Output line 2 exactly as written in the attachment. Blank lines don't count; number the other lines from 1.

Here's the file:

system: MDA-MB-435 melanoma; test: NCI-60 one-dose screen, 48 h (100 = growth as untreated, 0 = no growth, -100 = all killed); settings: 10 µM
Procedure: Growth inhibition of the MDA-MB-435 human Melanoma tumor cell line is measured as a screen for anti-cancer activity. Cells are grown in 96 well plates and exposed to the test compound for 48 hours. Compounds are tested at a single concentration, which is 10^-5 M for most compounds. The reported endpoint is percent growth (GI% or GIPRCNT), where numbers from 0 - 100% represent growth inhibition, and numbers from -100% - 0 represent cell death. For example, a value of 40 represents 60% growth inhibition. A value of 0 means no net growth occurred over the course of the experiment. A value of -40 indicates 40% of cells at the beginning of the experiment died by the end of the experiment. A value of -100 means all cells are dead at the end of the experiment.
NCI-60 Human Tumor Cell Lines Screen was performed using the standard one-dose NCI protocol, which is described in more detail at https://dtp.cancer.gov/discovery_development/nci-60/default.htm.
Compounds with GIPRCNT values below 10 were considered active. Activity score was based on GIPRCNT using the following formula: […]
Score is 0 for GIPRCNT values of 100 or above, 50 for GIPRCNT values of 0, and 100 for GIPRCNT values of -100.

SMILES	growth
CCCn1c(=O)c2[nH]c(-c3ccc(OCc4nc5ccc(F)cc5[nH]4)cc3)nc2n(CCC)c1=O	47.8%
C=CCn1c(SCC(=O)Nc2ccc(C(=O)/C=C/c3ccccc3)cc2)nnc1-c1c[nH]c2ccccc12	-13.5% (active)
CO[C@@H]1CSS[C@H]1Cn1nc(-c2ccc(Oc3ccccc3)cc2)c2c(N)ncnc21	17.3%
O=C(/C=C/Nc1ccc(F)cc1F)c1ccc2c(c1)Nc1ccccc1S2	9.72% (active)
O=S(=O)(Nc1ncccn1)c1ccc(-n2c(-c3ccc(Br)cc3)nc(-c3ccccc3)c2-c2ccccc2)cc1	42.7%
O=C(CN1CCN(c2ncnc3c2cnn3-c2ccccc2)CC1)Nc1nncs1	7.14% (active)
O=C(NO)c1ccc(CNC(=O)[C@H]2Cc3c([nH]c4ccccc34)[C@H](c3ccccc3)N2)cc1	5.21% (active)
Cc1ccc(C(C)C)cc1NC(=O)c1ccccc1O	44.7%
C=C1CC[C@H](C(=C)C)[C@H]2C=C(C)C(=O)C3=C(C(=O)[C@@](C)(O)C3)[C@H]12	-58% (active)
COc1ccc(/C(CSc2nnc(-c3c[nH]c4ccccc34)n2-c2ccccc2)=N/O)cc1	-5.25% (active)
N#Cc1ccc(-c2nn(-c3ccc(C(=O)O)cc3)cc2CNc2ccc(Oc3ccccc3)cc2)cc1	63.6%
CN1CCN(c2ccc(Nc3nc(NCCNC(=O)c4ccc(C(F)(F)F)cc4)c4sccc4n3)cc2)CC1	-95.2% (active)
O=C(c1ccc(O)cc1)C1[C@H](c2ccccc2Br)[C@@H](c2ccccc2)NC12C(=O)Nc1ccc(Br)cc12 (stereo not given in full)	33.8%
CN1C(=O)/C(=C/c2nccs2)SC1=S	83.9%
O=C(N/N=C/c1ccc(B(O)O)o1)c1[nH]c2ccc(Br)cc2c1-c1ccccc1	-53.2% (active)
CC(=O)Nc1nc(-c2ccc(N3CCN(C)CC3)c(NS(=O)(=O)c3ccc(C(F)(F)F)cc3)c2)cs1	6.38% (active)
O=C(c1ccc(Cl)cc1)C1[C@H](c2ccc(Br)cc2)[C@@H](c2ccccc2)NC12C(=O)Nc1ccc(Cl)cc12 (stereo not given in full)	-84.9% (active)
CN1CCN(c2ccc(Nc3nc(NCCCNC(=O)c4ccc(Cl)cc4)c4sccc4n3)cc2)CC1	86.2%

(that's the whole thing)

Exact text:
Procedure: Growth inhibition of the MDA-MB-435 human Melanoma tumor cell line is measured as a screen for anti-cancer activity. Cells are grown in 96 well plates and exposed to the test compound for 48 hours. Compounds are tested at a single concentration, which is 10^-5 M for most compounds. The reported endpoint is percent growth (GI% or GIPRCNT), where numbers from 0 - 100% represent growth inhibition, and numbers from -100% - 0 represent cell death. For example, a value of 40 represents 60% growth inhibition. A value of 0 means no net growth occurred over the course of the experiment. A value of -40 indicates 40% of cells at the beginning of the experiment died by the end of the experiment. A value of -100 means all cells are dead at the end of the experiment.